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April 10, 2023
2 Min Read
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In the latest chapter of the Philips recall saga, some “reworked” Respironics DreamStation devices, which were previously recalled in June 2021 because of degraded polyester-based polyurethane (PE-PUR) foam, have now been recalled again by FDA. At issue this time, is the incorrect or duplicate assignment of serial numbers during initial programming. “This duplication can cause therapy to be delivered using the wrong prescription or factory default settings,” said FDA in issuing the Class I recall, the most serious category. “Additionally, it may fail to deliver any therapy at all. There is no warning or indication to the user that the DreamStation is not working the way the doctor intended or prescribed,” said the agency.
This defect may lead to several health conditions, including respiratory failure, heart failure, and death, according to FDA.
Phillips has received 43 complaints about this issue. FDA noted that no injuries or deaths have been reported when it issued the safety notice on April 7. Philips initiated the recall on Feb. 10, 2023. Thus far, 1,088 devices have been recalled in the United States.
The DreamStation devices help people with breathing conditions by providing continuous airway pressure (CPAP) and bilevel positive airway pressure (BiPAP) support.
In 2021, Philips issued a major recall of DreamStation products because the PE-PUR foam used to dampen sound made by the devices could degrade into particles. They may enter the device’s air pathway and be ingested or inhaled by the user, and the foam may off-gas certain chemicals. Approximately 5.5 million devices were recalled.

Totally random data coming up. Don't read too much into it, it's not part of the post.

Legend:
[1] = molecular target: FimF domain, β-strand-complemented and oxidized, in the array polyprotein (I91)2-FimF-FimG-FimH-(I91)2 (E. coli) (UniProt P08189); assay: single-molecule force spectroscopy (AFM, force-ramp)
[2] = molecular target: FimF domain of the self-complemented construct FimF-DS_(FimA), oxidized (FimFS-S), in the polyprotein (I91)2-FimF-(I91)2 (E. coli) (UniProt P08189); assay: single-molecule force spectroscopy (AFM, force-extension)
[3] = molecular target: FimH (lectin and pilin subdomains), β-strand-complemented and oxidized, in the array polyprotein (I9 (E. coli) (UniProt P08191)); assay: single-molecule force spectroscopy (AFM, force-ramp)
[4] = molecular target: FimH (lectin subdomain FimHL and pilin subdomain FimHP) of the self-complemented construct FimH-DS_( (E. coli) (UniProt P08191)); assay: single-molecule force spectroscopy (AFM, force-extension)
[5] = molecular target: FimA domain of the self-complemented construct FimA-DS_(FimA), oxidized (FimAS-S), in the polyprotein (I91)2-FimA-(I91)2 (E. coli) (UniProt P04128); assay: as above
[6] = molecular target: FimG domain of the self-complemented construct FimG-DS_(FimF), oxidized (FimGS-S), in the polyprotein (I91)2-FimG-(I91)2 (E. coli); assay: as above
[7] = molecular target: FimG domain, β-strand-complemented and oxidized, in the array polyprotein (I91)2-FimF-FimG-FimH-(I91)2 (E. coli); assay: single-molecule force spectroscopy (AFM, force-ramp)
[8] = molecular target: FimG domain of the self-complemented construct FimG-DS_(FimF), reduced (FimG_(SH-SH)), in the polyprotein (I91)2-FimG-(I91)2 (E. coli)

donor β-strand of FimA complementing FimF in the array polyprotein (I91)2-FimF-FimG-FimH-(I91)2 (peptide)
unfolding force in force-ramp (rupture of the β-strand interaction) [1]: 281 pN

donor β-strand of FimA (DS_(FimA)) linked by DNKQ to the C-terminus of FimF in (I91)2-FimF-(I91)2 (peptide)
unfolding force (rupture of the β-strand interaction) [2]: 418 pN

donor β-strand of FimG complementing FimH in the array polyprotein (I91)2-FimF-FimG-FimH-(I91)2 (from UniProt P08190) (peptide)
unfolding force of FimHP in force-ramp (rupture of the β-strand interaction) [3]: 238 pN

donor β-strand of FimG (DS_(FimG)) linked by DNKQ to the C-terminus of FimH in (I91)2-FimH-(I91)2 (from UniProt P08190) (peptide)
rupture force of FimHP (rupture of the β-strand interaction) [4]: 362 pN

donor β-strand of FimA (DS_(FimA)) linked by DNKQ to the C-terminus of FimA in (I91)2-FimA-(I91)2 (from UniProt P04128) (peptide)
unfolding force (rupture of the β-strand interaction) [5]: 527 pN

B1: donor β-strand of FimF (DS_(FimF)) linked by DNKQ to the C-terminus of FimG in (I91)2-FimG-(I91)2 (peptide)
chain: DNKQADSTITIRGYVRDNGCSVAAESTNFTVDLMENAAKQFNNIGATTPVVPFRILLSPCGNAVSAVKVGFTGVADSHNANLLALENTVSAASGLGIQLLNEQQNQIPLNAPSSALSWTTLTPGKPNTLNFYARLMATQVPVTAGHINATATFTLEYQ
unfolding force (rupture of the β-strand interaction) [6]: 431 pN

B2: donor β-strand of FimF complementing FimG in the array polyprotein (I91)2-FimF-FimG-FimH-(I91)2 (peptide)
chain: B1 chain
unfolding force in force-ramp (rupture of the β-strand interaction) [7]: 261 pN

Then in 2022, it had to recall almost 400 BiPAP machines because of a plastic contaminated with a non-compatible material. If the plastic gets into the device motor, it could release volatile organic compounds (VOCs), chemicals of concern that can irritate the eyes, nose, and throat and cause difficulty breathing.
Finally, earlier this year in February, Philips recalled more than 21,000 Trilogy 100 and 200 ventilators and a Garbin model that had been part of the 2021 recall. FDA cited two reasons: The silicone foam used to replace the PE-PUR foam could separate from the plastic backing because of adhesive failure and in some cases residual PE-PUR foam was found in reworked ventilators.
And if you’re wondering who got fired over this, apparently no one. But, as reported in sister media outlet MD+DI, longtime CEO Frans van Houten announced he was stepping down in August 2022. Roy Jakobs took the helm of the company in October 2022, and is still there.
About the Author(s)
Editor in chief of PlasticsToday since 2015, Norbert Sparrow has more than 30 years of editorial experience in business-to-business media. He studied journalism at the Centre Universitaire d'Etudes du Journalisme in Strasbourg, France, where he earned a master's degree. Reach him at [email protected].
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